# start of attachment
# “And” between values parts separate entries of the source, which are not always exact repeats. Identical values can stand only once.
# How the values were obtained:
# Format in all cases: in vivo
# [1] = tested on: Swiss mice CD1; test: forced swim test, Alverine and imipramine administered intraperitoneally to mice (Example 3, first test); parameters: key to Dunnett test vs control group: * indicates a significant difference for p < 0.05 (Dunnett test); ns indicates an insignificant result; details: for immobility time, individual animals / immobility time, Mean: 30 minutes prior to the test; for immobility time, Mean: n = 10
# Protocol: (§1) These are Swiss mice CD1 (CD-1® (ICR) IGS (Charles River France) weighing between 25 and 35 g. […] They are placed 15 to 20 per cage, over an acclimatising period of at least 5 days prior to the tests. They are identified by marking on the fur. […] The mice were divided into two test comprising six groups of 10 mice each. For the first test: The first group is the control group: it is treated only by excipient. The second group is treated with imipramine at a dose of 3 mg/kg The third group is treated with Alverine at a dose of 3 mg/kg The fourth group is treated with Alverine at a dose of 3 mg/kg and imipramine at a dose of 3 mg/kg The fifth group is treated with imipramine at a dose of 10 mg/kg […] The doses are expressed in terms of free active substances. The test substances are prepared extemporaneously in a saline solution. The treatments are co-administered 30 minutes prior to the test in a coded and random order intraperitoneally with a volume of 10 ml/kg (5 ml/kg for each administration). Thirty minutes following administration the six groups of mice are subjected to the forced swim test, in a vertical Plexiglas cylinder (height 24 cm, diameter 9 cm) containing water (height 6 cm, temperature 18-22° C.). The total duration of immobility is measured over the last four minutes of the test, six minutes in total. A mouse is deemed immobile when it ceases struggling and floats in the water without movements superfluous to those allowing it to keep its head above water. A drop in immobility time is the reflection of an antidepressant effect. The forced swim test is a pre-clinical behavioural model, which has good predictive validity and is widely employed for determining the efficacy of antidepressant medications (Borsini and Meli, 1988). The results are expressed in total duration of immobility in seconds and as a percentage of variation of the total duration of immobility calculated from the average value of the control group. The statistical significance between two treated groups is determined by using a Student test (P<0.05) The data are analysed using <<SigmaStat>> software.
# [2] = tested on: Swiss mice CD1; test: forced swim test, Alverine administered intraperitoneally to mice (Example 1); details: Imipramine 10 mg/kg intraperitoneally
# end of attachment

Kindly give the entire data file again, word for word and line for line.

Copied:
# “And” between values parts separate entries of the source, which are not always exact repeats. Identical values can stand only once.
# How the values were obtained:
# Format in all cases: in vivo
# [1] = tested on: Swiss mice CD1; test: forced swim test, Alverine and imipramine administered intraperitoneally to mice (Example 3, first test); parameters: key to Dunnett test vs control group: * indicates a significant difference for p < 0.05 (Dunnett test); ns indicates an insignificant result; details: for immobility time, individual animals / immobility time, Mean: 30 minutes prior to the test; for immobility time, Mean: n = 10
# Protocol: (§1) These are Swiss mice CD1 (CD-1® (ICR) IGS (Charles River France) weighing between 25 and 35 g. […] They are placed 15 to 20 per cage, over an acclimatising period of at least 5 days prior to the tests. They are identified by marking on the fur. […] The mice were divided into two test comprising six groups of 10 mice each. For the first test: The first group is the control group: it is treated only by excipient. The second group is treated with imipramine at a dose of 3 mg/kg The third group is treated with Alverine at a dose of 3 mg/kg The fourth group is treated with Alverine at a dose of 3 mg/kg and imipramine at a dose of 3 mg/kg The fifth group is treated with imipramine at a dose of 10 mg/kg […] The doses are expressed in terms of free active substances. The test substances are prepared extemporaneously in a saline solution. The treatments are co-administered 30 minutes prior to the test in a coded and random order intraperitoneally with a volume of 10 ml/kg (5 ml/kg for each administration). Thirty minutes following administration the six groups of mice are subjected to the forced swim test, in a vertical Plexiglas cylinder (height 24 cm, diameter 9 cm) containing water (height 6 cm, temperature 18-22° C.). The total duration of immobility is measured over the last four minutes of the test, six minutes in total. A mouse is deemed immobile when it ceases struggling and floats in the water without movements superfluous to those allowing it to keep its head above water. A drop in immobility time is the reflection of an antidepressant effect. The forced swim test is a pre-clinical behavioural model, which has good predictive validity and is widely employed for determining the efficacy of antidepressant medications (Borsini and Meli, 1988). The results are expressed in total duration of immobility in seconds and as a percentage of variation of the total duration of immobility calculated from the average value of the control group. The statistical significance between two treated groups is determined by using a Student test (P<0.05) The data are analysed using <<SigmaStat>> software.
# [2] = tested on: Swiss mice CD1; test: forced swim test, Alverine administered intraperitoneally to mice (Example 1); details: Imipramine 10 mg/kg intraperitoneally